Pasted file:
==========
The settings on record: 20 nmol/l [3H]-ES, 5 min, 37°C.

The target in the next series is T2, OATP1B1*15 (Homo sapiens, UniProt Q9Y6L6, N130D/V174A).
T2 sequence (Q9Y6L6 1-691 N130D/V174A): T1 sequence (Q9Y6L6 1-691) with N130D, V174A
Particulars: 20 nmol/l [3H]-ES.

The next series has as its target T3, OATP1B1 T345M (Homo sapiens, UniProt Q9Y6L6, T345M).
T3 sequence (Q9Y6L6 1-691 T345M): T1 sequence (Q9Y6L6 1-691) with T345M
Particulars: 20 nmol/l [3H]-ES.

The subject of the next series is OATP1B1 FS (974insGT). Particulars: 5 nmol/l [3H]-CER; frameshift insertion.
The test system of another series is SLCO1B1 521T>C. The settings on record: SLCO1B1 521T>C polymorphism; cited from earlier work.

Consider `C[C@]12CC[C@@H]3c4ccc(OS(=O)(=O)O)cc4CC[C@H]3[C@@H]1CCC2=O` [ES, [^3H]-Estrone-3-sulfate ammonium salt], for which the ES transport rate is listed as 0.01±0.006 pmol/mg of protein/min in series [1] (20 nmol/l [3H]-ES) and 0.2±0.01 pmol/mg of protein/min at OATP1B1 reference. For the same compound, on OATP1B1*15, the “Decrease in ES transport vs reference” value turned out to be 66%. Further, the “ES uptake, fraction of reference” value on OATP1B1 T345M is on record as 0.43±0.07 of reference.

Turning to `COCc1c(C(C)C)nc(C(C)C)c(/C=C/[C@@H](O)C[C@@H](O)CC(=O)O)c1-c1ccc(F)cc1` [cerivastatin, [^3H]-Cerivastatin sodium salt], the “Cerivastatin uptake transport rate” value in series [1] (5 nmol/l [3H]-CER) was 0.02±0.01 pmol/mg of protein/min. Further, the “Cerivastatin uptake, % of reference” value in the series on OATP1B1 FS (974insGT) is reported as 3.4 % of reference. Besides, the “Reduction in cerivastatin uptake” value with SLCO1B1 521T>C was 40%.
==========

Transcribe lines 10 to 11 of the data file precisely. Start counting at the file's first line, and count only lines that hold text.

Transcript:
Consider `C[C@]12CC[C@@H]3c4ccc(OS(=O)(=O)O)cc4CC[C@H]3[C@@H]1CCC2=O` [ES, [^3H]-Estrone-3-sulfate ammonium salt], for which the ES transport rate is listed as 0.01±0.006 pmol/mg of protein/min in series [1] (20 nmol/l [3H]-ES) and 0.2±0.01 pmol/mg of protein/min at OATP1B1 reference. For the same compound, on OATP1B1*15, the “Decrease in ES transport vs reference” value turned out to be 66%. Further, the “ES uptake, fraction of reference” value on OATP1B1 T345M is on record as 0.43±0.07 of reference.

Turning to `COCc1c(C(C)C)nc(C(C)C)c(/C=C/[C@@H](O)C[C@@H](O)CC(=O)O)c1-c1ccc(F)cc1` [cerivastatin, [^3H]-Cerivastatin sodium salt], the “Cerivastatin uptake transport rate” value in series [1] (5 nmol/l [3H]-CER) was 0.02±0.01 pmol/mg of protein/min. Further, the “Cerivastatin uptake, % of reference” value in the series on OATP1B1 FS (974insGT) is reported as 3.4 % of reference. Besides, the “Reduction in cerivastatin uptake” value with SLCO1B1 521T>C was 40%.